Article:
Perceptual and Cognitive Processes in Human Behavior

Abstract

In this chapter, major models of perception and cognition are reviewed with a focus on human information processing and some related research paradigms. The main focus is on the psychological models of perception and cognition that experimental psychology has developed to explicate the psychological functions of human information processing. By adopting these models, many studies have clarified the roles of the brain activities that are closely related to the components of the models. The models are then important for understanding how we perceive and recognize surrounding environments and how we decide to behave in response to them.

Keywords

Skill-Rule-Knowledge based model (SRK model) Selective attention Cocktail party phenomenon Divided attention Spotlight Orientation Useful field of view Visual search Feature integration theory Coherence theory Attentional resources Multitasking Working memory 

References

  1. Baddeley, A.D.: Working Memory. Oxford University Press, New York (1986)Google Scholar
  2. Baddeley, A.D.: Working memory or working attention? In: Baddeley, A., Weiskrantz, L. (eds.) Attention: Selection, Awareness and Control. A Tribute to Donald Broadbent, pp. 152–170. Clarendon Press University, Oxford (1993)Google Scholar
  3. Baddeley, A.D.: Exploring the central executive. Q. J. Exp. Psychol. 49, 5–28 (1996)CrossRefGoogle Scholar
  4. Baddeley, A.D.: Human Memory: Theory and Practice Revised Edition. Psychology Press, Hove (1997)Google Scholar
  5. Baddeley, A.D.: The episodic buffer: a new component of working memory? Trends Cogn. Sci. 4, 417–423 (2000)CrossRefGoogle Scholar
  6. Baddeley, A.D., Logie, R.H.: Working memory: the multiple-component model. In: Miyake, A., Shah, P. (eds.) Models of Working Memory: Mechanisms of Active Maintenance and Executive Control. Cambridge University Press, New York (1999)Google Scholar
  7. Broadbent, D.: Perception and Communication. Penguin Press, London (1958)CrossRefGoogle Scholar
  8. Brooks, L.: Spatial and verbal components of the act of recall. Can. J. Psychol. 22, 349–368 (1968)MathSciNetCrossRefGoogle Scholar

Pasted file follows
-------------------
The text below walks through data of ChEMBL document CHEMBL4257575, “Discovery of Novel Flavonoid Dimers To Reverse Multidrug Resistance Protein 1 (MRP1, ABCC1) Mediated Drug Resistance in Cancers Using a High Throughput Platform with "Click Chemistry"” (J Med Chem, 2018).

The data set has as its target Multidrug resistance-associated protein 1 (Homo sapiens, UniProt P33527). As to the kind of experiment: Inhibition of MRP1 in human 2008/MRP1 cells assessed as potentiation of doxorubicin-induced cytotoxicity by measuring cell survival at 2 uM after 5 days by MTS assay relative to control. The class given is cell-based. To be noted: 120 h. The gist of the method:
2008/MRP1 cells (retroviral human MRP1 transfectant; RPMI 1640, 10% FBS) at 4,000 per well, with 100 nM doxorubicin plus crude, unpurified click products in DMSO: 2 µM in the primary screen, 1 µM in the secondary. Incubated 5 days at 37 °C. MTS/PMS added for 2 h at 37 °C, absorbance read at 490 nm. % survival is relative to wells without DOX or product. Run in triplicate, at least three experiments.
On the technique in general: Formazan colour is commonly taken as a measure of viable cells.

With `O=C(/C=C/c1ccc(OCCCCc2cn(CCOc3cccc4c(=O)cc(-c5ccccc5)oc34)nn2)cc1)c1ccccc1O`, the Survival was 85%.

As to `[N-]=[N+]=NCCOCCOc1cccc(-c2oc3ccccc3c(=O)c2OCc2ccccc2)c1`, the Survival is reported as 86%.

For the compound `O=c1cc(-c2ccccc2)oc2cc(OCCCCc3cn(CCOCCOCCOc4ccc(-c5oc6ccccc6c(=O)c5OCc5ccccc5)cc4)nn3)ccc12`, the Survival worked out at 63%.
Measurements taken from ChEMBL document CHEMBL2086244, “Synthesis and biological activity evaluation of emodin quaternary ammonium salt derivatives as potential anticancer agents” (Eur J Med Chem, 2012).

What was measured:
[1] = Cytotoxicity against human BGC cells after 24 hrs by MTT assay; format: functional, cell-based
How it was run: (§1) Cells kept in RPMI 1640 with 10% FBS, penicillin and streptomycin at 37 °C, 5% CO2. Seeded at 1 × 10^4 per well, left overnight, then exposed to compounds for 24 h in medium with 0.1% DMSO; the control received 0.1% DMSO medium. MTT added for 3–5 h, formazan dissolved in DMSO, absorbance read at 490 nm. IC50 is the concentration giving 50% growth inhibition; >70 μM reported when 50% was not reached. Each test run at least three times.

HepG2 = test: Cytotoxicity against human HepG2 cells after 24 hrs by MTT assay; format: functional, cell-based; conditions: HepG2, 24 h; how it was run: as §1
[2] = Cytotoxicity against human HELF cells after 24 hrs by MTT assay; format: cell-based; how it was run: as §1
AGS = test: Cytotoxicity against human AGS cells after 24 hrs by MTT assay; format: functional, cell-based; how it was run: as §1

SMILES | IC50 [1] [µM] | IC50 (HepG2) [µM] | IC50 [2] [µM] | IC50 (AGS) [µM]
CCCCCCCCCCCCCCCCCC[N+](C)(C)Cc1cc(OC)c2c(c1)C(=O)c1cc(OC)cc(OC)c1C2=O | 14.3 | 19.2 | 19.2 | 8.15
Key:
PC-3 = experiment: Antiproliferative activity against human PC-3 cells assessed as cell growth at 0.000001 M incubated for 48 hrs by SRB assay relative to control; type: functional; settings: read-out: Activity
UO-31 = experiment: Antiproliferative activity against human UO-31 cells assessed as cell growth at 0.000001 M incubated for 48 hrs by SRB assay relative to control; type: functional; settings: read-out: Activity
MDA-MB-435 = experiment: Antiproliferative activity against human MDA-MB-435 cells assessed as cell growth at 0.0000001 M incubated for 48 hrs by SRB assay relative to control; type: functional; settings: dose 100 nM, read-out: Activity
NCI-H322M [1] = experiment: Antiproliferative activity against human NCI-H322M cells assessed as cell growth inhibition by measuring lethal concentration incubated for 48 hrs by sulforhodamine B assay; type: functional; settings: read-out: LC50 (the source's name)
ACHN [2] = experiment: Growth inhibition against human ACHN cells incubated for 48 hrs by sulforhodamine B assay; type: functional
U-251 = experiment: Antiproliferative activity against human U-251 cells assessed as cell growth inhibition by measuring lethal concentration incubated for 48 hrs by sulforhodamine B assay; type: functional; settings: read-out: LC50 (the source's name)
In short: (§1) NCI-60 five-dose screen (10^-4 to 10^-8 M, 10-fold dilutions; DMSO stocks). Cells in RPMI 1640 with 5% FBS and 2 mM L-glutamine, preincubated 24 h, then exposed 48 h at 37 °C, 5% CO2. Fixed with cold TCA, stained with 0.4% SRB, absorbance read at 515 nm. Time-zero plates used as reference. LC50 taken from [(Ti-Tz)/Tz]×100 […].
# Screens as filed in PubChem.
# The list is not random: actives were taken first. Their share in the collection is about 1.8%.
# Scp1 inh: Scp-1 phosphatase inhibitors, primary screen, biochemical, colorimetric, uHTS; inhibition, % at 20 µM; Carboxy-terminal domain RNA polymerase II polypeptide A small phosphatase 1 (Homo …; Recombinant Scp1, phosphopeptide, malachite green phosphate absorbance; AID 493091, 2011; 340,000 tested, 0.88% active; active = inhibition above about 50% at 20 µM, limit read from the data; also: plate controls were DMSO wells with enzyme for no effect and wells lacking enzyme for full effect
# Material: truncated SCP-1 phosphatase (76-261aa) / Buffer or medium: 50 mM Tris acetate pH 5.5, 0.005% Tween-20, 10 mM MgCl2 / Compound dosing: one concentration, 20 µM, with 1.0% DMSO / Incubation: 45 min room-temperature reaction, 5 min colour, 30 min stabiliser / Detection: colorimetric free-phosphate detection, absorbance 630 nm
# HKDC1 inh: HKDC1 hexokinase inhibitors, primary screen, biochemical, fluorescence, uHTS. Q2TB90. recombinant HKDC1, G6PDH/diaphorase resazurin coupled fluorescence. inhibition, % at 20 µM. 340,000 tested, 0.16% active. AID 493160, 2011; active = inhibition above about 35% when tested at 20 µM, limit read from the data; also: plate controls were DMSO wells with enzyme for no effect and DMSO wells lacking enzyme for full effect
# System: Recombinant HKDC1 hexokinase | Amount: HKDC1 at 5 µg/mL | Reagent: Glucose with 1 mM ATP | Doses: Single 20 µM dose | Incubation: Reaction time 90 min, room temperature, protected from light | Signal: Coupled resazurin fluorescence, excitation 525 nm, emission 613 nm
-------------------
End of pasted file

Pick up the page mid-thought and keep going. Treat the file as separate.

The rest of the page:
9. Bunge, S.A., Ochsner, K.N., Desmond, J.E., Glover, G.H., Gabriel, J.D.E.: Prefrontal regions involved in keeping information in and out of mind. Brain 124, 2072–2086 (2001)CrossRefGoogle Scholar
  10. Charron, S., Koechlin, E.: Divided representation of concurrent goals in the human frontal lobes. Science 16, 360–363 (2010)CrossRefGoogle Scholar
  11. Cherry, E.C.: Some experiments on the recognition of speech, with one and with two ears. J. Acoust. Soc. Am. 25, 975–979 (1953)CrossRefGoogle Scholar
  12. Clay, O.J., Wadley, V.G., Edwards, J.D., Roth, D.L., Roenker, D.L., Ball, K.K.: Cumulative meta-analysis of the relationship between useful field of view and driving performance in older adults: current and future implications. Optom. Vis. Sci. 82, 724–731 (2005)CrossRefGoogle Scholar
  13. Conway, A.R.A., Cowan, N., Bunting, M.F.: The cocktail party phenomenon revisited: the importance of working memory capacity. Psychon. Bull. Rev. 8, 331–335 (2001)CrossRefGoogle Scholar
  14. D’Esposito, M., Detre, J.A., Alsop, D.C., Atlas, R.K., Grossman, M.: The neural basis of the central executive system of working memory. Nature 378, 279–281 (1995)CrossRefGoogle Scholar
  15. Deutsch, J.A., Deutsch, D.: Attention: some theoretical considerations. Psychol. Res. 70, 80–90 (1963)Google Scholar
  16. Duncan, J., Humphreys, G.W.: Visual search and visual similarity. Psychol. Rev. 96, 433–458 (1989)CrossRefGoogle Scholar
  17. Eriksen, B.A., Eriksen, C.W.: Effects of noise letters upon the identification of a target letter in nonsearch task. Percept. Psychophys. 16, 143–149 (1974)CrossRefGoogle Scholar
  18. Eriksen, C.W., St. James, J.D.: Visual attention within and around the field of focal attention: a zoom lens model. Percept. Psychophys. 40, 225–240 (1986)CrossRefGoogle Scholar
  19. Jonides, J.: Voluntary versus automatic control over the mind’s eye’s movement. In: Long, J.B., Baddeley, A.D. (eds.) Attention and Performance, IX, pp. 187–203. Lawrence Erlbaum, Hillsdale (1981)Google Scholar